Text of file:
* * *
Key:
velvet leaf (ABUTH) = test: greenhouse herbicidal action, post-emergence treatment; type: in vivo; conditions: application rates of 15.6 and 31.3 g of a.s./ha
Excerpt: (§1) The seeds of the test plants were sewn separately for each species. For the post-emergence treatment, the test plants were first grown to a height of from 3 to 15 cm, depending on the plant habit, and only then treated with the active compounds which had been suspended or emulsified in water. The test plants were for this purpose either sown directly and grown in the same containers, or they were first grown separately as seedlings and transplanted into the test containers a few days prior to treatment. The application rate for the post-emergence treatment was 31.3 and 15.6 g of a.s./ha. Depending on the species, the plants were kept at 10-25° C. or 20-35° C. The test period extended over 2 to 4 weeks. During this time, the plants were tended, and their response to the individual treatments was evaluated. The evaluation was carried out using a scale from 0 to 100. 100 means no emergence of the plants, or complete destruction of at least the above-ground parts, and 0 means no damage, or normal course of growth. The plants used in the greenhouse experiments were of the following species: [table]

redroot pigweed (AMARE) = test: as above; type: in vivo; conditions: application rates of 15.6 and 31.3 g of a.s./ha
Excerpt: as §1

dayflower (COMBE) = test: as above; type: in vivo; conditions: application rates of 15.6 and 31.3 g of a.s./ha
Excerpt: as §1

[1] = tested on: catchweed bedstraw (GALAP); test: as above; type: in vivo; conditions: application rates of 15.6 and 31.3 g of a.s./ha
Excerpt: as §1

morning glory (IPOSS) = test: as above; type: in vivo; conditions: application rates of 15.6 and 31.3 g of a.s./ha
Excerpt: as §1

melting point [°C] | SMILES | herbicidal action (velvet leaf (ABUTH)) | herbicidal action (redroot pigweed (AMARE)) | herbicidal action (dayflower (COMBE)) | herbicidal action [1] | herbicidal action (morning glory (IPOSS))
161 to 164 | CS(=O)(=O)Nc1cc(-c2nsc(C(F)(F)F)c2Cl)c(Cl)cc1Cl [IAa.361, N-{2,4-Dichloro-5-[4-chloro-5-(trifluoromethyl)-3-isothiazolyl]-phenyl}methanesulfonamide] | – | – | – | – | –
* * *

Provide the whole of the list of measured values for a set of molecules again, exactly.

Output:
Key:
velvet leaf (ABUTH) = test: greenhouse herbicidal action, post-emergence treatment; type: in vivo; conditions: application rates of 15.6 and 31.3 g of a.s./ha
Excerpt: (§1) The seeds of the test plants were sewn separately for each species. For the post-emergence treatment, the test plants were first grown to a height of from 3 to 15 cm, depending on the plant habit, and only then treated with the active compounds which had been suspended or emulsified in water. The test plants were for this purpose either sown directly and grown in the same containers, or they were first grown separately as seedlings and transplanted into the test containers a few days prior to treatment. The application rate for the post-emergence treatment was 31.3 and 15.6 g of a.s./ha. Depending on the species, the plants were kept at 10-25° C. or 20-35° C. The test period extended over 2 to 4 weeks. During this time, the plants were tended, and their response to the individual treatments was evaluated. The evaluation was carried out using a scale from 0 to 100. 100 means no emergence of the plants, or complete destruction of at least the above-ground parts, and 0 means no damage, or normal course of growth. The plants used in the greenhouse experiments were of the following species: [table]

redroot pigweed (AMARE) = test: as above; type: in vivo; conditions: application rates of 15.6 and 31.3 g of a.s./ha
Excerpt: as §1

dayflower (COMBE) = test: as above; type: in vivo; conditions: application rates of 15.6 and 31.3 g of a.s./ha
Excerpt: as §1

[1] = tested on: catchweed bedstraw (GALAP); test: as above; type: in vivo; conditions: application rates of 15.6 and 31.3 g of a.s./ha
Excerpt: as §1

morning glory (IPOSS) = test: as above; type: in vivo; conditions: application rates of 15.6 and 31.3 g of a.s./ha
Excerpt: as §1

melting point [°C] | SMILES | herbicidal action (velvet leaf (ABUTH)) | herbicidal action (redroot pigweed (AMARE)) | herbicidal action (dayflower (COMBE)) | herbicidal action [1] | herbicidal action (morning glory (IPOSS))
161 to 164 | CS(=O)(=O)Nc1cc(-c2nsc(C(F)(F)F)c2Cl)c(Cl)cc1Cl [IAa.361, N-{2,4-Dichloro-5-[4-chloro-5-(trifluoromethyl)-3-isothiazolyl]-phenyl}methanesulfonamide] | – | – | – | – | –